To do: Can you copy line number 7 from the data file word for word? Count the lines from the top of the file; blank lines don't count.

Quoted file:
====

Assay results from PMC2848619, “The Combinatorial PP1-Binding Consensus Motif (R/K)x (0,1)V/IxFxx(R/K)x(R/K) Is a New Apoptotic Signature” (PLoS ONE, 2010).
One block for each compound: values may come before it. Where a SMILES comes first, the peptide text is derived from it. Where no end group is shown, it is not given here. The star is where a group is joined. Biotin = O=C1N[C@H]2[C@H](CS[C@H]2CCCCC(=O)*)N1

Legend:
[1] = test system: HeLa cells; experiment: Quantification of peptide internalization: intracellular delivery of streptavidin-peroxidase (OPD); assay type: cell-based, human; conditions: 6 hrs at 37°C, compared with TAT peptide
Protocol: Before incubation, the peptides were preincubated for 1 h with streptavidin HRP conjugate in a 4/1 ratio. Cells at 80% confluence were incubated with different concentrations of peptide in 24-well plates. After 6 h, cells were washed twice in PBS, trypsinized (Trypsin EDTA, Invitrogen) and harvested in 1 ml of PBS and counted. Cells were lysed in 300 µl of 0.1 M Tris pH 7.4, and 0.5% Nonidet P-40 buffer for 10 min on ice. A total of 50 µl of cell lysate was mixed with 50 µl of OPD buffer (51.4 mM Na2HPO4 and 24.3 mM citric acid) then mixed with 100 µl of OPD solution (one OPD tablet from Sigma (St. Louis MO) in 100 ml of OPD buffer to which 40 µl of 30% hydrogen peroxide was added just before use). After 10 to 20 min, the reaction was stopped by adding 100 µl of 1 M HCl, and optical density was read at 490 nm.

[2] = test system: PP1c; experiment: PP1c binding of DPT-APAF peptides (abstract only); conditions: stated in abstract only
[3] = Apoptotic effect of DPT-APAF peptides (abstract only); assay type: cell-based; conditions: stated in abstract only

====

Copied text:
[3] = Apoptotic effect of DPT-APAF peptides (abstract only); assay type: cell-based; conditions: stated in abstract only